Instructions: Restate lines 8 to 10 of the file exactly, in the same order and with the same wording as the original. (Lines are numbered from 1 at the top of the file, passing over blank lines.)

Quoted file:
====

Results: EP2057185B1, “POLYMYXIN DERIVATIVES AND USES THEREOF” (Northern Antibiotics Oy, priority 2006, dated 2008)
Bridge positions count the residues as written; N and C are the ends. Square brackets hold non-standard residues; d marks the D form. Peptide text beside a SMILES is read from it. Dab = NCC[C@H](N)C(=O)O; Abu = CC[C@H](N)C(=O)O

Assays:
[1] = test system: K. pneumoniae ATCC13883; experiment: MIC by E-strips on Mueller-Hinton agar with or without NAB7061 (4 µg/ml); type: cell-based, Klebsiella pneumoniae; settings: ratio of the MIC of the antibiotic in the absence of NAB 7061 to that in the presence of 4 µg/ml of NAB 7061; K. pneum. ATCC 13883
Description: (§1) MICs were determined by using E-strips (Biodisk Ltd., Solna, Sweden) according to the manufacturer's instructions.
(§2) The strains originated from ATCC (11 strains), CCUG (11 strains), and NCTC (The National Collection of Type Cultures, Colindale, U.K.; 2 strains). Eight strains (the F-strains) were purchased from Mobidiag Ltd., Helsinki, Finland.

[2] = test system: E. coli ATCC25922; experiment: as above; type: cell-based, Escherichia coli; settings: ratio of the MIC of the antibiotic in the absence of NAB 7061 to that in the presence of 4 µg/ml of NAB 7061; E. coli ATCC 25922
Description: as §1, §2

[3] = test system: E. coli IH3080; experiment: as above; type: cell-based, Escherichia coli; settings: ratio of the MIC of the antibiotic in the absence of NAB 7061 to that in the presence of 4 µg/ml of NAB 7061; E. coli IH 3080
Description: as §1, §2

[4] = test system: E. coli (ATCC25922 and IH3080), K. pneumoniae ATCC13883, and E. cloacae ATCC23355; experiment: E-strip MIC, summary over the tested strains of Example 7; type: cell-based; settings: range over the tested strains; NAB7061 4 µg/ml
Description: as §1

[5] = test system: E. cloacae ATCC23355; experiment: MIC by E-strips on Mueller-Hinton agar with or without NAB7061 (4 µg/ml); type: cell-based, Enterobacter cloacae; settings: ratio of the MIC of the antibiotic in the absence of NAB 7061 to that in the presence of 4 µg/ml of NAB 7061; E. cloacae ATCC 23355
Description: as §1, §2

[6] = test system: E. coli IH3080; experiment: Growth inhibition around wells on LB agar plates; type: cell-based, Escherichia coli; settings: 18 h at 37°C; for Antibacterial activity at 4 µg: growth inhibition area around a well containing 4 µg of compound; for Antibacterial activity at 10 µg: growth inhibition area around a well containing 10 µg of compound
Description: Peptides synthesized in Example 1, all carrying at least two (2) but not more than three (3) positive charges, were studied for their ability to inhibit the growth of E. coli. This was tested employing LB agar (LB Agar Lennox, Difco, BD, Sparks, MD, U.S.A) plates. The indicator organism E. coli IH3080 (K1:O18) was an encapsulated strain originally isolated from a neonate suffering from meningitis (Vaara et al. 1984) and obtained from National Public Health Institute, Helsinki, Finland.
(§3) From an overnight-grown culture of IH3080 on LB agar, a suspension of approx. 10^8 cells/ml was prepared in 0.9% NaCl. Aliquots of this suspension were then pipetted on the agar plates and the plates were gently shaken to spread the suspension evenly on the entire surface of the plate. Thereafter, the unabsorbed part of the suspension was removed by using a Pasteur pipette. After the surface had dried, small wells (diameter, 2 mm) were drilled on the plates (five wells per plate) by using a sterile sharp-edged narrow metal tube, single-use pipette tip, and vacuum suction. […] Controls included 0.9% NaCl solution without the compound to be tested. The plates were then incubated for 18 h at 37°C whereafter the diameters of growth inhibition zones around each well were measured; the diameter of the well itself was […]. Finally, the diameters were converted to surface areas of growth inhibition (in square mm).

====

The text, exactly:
Description: as §1, §2

[3] = test system: E. coli IH3080; experiment: as above; type: cell-based, Escherichia coli; settings: ratio of the MIC of the antibiotic in the absence of NAB 7061 to that in the presence of 4 µg/ml of NAB 7061; E. coli IH 3080
Description: as §1, §2